Gallbladder Surgery (Cholecystectomy) 

The gallbladder is a pear-shaped organ located under the liver that stores and concentrates bile to help digest fat. Gallbladder disease includes inflammation, infection, or blockage (obstruction) of the gallbladder. The most common blockage is a gallstone. Gallstones are pebble-like and solid and can be as large as a golf ball or as small as a grain of sand. Gallbladder disease is very common, affecting about 10–15% of adults in the U.S.

Symptoms of gallbladder disease may include:Anatomical location for gallbladder

  • Pain in the upper right side or middle of the abdomen, particularly after eating
  • Abdominal fullness
  • Infection
  • Fever, nausea, and vomiting
  • Clay-colored stool
  • Yellowing of skin and whites of eyes (jaundice)

Treatment for gallbladder disease may include lifestyle changes and medication. However, when nonsurgical treatments do not ease symptoms, gall bladder removal surgery, or cholecystectomy, may be needed. More than 1 million people in the U.S. have their gallbladder removed each year.

Manual laparoscopic surgery is the most common surgery used to remove a gallbladder. At Emory Johns Creek Hospital, surgeons now also use a new, minimally invasive robotic technique called Single-Siteda Vinci® gallbladder surgery.

Laparoscopic Gallbladder Surgery

During manual laparoscopic surgery, the surgeon removes the gallbladder and gallstones through several small incisions in the abdomen. The surgeon first inflates the abdomen with air or carbon dioxide and then inserts a lighted scope attached to a video camera (laparoscope) into one incision near the belly button. The surgeon then uses a video monitor as a guide while inserting surgical instruments into the other incisions to remove the gallbladder.

Robotic Gallbladder surgery

Incision ComparisonDuring the Single-Siteda Vinci® gallbladder procedure, the surgeon sits at a console, viewing a 3D, high-definition image of the patient’s anatomy, and uses controls below the viewer to move the instrument arms and camera. The system translates the surgeon’s hand, wrist, and finger movements in real-time into the more precise movements of the tiny instruments inside the patient.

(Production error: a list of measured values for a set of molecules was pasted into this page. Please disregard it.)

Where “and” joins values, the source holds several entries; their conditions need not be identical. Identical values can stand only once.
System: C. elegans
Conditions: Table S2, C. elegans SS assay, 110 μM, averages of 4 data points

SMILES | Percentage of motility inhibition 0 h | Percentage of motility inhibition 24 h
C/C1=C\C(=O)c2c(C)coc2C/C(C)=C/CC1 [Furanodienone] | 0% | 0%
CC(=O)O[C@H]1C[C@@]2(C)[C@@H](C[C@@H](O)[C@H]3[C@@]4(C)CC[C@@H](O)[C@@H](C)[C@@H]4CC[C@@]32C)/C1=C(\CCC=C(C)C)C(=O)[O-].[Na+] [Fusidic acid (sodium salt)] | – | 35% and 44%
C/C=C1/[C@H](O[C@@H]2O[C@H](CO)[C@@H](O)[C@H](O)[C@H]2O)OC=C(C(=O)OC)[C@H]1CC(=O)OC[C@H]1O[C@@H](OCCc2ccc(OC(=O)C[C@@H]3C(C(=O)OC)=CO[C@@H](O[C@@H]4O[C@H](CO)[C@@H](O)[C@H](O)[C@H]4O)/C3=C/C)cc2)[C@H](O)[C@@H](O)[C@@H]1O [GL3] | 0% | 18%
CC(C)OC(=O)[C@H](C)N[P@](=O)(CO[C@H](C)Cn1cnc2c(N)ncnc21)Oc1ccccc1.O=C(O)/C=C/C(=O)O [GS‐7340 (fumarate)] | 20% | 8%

Unlike traditional laparoscopic surgeries that require three to five small incisions, this new technology allows for a single one-inch incision in the belly button, through which instruments are placed and the gallbladder is removed. Most people who require gallbladder removal are candidates for this robotic, single-incision surgery.

Benefits of Single-Site gallbladder surgery may include:

  • virtually scarless results
  • minimal pain
  • low blood loss
  • fast recovery
  • a short hospital stay
  • high patient satisfaction

The surgery can be performed in about one hour, with a typical hospital stay of less than 24 hours.

Single-Site™ Instrumentation for the da Vinci® Si™ System has CE Mark and is FDA cleared for cholecystectomy. While clinical studies suggest that the da Vinci® Surgical System using Single-Site™ Instrumentation is an effective tool for single-incision cholecystectomy, individual results may vary. Surgery with the System may not be appropriate for every individual. Always ask your doctor about all treatment options, as well as their risks and benefits. © 2012 Intuitive Surgical. All rights reserved. Intuitive, Intuitive Surgical, da Vinci, da Vinci S, da Vinci Si, and EndoWrist are trademarks or registered trademarks of Intuitive Surgical.